Biceps tendon tears can be either partial or complete.
- Partial tears. These tears damage the soft tissue but do not completely sever the tendon.
- Complete tears. A complete tear will detach the tendon completely from its attachment point at the bone.
In most cases, tears of the distal biceps tendon are complete. This means that the entire muscle is detached from the bone and pulled toward the shoulder.
There is often a "pop" at the elbow when the tendon ruptures. Pain is severe at first, but may subside after a week or two. Other symptoms include:
- Swelling in the front of the elbow
- Visible bruising in the elbow and forearm
- Weakness in bending of the elbow
- Weakness in twisting the forearm (supination)
- A bulge in the upper part of the arm created by the recoiled, shortened biceps muscle
- A gap in the front of the elbow created by the absence of the tendon
After discussing your symptoms and how the injury occurred, your doctor will examine your elbow. During the physical examination, your doctor will feel the front of your elbow, looking for a gap in the tendon. He or she will test the supination strength of your forearm by asking you to rotate your forearm against resistance. Your doctor will compare the supination strength to the strength of your opposite, uninjured forearm.
In addition to the examination, your doctor may recommend imaging tests to help confirm a diagnosis.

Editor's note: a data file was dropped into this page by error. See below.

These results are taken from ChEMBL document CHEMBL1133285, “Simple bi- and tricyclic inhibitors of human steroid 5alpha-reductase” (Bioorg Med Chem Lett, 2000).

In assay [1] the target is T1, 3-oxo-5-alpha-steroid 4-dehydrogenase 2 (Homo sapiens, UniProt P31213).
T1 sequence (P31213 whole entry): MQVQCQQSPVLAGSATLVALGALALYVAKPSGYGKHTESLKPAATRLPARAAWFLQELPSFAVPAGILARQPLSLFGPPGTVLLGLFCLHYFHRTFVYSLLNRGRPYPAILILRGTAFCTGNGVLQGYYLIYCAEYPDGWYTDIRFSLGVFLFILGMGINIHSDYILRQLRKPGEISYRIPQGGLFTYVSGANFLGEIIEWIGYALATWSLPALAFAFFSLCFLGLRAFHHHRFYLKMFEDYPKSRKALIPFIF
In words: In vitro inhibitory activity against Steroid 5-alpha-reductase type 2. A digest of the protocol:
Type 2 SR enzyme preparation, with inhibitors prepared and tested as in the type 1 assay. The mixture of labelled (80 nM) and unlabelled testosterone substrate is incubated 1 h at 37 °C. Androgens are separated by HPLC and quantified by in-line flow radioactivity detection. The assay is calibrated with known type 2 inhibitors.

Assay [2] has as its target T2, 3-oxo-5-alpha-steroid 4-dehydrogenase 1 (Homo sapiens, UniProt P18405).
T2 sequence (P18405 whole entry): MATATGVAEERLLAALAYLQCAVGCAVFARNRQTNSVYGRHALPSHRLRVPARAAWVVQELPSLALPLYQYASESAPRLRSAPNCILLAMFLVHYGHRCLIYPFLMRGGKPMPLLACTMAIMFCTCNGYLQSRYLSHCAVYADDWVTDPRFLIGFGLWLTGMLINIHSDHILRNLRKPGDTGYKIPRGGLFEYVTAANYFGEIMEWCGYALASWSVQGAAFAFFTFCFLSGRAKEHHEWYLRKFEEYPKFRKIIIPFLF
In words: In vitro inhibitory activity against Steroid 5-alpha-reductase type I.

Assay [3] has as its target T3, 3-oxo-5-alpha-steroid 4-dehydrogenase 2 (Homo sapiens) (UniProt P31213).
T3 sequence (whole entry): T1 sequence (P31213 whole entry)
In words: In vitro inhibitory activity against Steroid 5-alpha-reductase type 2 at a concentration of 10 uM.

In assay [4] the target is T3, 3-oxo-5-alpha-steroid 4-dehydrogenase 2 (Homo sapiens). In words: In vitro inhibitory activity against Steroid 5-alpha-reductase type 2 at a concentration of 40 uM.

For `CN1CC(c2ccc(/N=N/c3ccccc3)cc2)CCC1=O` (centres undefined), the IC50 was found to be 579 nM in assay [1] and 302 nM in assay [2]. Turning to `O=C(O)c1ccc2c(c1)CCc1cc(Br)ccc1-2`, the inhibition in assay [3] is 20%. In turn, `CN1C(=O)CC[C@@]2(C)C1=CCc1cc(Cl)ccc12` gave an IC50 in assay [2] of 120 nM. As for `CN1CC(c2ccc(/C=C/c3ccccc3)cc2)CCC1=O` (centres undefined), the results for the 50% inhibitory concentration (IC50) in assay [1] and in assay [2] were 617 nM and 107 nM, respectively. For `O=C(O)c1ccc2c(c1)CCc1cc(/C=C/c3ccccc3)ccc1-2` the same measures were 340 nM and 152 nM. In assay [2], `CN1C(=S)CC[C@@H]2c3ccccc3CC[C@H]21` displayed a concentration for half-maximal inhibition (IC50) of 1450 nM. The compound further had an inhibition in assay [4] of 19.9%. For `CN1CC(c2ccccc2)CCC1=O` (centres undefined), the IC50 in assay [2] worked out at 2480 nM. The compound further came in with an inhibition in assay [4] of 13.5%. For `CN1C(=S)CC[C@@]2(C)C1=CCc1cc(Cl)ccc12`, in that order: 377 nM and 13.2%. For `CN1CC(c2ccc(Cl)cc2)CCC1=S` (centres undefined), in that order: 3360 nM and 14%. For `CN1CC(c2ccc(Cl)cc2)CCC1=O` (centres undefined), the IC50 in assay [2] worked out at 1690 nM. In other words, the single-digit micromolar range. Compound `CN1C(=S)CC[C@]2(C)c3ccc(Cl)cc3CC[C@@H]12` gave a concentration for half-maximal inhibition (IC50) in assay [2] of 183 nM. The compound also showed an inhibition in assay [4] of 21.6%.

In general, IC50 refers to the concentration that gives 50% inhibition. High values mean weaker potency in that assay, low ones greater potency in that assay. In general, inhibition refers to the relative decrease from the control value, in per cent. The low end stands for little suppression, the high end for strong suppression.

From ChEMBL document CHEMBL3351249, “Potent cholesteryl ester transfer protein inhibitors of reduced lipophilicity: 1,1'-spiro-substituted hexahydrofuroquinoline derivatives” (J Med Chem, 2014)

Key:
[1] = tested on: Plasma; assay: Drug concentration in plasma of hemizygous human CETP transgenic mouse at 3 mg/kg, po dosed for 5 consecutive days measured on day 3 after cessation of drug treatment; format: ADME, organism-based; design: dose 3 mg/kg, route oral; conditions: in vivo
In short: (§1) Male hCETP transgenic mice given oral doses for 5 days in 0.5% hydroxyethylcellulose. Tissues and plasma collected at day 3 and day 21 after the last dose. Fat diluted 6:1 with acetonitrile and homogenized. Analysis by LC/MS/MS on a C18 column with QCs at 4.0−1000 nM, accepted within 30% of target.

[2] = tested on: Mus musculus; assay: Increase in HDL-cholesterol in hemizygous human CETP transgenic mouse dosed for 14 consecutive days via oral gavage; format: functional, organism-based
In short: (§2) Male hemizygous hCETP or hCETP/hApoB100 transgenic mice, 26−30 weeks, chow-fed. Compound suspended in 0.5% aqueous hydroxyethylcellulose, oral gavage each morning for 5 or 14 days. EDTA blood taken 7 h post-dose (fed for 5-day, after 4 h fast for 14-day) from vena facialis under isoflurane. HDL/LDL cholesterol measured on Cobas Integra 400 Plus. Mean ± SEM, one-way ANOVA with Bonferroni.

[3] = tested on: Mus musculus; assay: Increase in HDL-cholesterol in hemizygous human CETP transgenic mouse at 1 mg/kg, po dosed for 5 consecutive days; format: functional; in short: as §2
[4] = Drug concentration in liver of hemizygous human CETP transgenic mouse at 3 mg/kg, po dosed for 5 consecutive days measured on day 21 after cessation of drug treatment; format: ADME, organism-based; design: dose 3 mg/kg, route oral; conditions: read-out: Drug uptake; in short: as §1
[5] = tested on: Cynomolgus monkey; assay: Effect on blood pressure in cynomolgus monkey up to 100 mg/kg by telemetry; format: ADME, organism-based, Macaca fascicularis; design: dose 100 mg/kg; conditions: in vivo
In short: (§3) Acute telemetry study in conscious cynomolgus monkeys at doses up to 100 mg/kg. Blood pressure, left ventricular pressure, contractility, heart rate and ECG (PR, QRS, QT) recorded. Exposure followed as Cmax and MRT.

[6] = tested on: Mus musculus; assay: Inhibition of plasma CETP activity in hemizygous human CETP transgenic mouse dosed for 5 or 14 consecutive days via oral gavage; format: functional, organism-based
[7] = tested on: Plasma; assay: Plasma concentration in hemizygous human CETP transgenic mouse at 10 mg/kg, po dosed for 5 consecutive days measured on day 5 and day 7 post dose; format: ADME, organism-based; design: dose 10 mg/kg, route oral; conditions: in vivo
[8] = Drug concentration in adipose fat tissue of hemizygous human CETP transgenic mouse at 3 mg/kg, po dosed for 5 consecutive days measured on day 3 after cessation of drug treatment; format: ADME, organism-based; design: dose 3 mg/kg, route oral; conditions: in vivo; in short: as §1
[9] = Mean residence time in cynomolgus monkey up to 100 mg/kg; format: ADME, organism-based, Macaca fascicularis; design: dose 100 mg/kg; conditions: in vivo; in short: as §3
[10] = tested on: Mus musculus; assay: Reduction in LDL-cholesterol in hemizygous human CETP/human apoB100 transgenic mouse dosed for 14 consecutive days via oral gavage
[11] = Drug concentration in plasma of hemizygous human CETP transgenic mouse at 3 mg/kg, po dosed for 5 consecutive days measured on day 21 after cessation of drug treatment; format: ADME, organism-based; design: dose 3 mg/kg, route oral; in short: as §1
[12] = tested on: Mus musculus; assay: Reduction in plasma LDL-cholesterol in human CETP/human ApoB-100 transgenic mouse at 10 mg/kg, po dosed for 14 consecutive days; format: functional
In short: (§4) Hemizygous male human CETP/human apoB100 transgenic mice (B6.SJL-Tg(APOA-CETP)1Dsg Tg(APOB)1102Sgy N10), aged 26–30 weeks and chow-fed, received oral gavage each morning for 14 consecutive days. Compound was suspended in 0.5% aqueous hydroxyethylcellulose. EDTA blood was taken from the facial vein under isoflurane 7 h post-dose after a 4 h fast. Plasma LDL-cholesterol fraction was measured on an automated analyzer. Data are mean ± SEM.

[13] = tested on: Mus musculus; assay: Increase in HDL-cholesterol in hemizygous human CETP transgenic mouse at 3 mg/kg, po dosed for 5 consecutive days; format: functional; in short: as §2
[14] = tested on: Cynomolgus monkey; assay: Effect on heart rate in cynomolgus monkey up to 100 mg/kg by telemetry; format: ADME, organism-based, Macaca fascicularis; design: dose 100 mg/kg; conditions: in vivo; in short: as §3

- X-rays. Although x-rays cannot show soft tissues like the biceps tendon, they can be useful in ruling out other problems that can cause elbow pain.
- Ultrasound. This imaging technique can show the free end of the biceps tendon that has recoiled up in the arm.
- Magnetic resonance imaging (MRI). These scans create better images of soft tissues. They can show both partial and complete tears of the biceps tendon.
Surgery to reattach the tendon to the bone is necessary to regain full arm strength and function.
Nonsurgical treatment may be considered if you are older and less active, or if the injury occurred in your nondominant arm and you can tolerate not having full arm function. Nonsurgical treatment may also be an option for people who have medical problems that put them at higher risk for complications during surgery.
Nonsurgical treatment options focus on relieving pain and maintaining as much arm function as possible. Treatment recommendations may include:
- Rest. Avoid heavy lifting and overhead activities to relieve pain and limit swelling. Your doctor may recommend using a sling for a brief time.
- Nonsteroidal anti-inflammatory medications. Drugs like ibuprofen and naproxen reduce pain and swelling.
- Physical therapy. After the pain decreases, your doctor may recommend rehabilitation exercises to strengthen surrounding muscles in order to restore as much movement as possible.
Surgery to repair the tendon should be performed during the first 2 to 3 weeks after injury. After this time, the tendon and biceps muscle begin to scar and shorten, and restoring arm function with surgery may not be possible. While other options are available for patients requesting late surgical treatment for this injury, they are more complicated and generally less successful.
There are several different procedures to reattach the distal biceps tendon to the forearm bone. I prefer a single incision.
The tendon tear is identified and sutured. We then attach the tendon back to the radial tuberosity.
Right after surgery, your arm will be in a splint. At the first follow up visit we will transition to a hinged elbow brace. This allows for controlled motion at the elbow. Over the first 6wks we will work on gaining full range of motion.
Light work activities can begin soon after surgery. Heavy lifting and vigorous activity should be avoided for several months. Strength training will begin at 12wks postoperatively.
Most patients have full range of motion and strength at the completion of the rehab program.